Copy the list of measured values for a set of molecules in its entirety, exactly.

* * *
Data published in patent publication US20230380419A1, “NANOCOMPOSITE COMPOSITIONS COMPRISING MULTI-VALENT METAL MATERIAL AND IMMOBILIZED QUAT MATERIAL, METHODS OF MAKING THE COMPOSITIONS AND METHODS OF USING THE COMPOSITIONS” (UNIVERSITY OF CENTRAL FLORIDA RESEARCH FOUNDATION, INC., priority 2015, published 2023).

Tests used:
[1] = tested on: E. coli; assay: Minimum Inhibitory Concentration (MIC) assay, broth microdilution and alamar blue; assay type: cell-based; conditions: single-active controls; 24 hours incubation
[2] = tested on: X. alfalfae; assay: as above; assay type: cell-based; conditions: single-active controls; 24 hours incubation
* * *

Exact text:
Data published in patent publication US20230380419A1, “NANOCOMPOSITE COMPOSITIONS COMPRISING MULTI-VALENT METAL MATERIAL AND IMMOBILIZED QUAT MATERIAL, METHODS OF MAKING THE COMPOSITIONS AND METHODS OF USING THE COMPOSITIONS” (UNIVERSITY OF CENTRAL FLORIDA RESEARCH FOUNDATION, INC., priority 2015, published 2023).

Tests used:
[1] = tested on: E. coli; assay: Minimum Inhibitory Concentration (MIC) assay, broth microdilution and alamar blue; assay type: cell-based; conditions: single-active controls; 24 hours incubation
[2] = tested on: X. alfalfae; assay: as above; assay type: cell-based; conditions: single-active controls; 24 hours incubation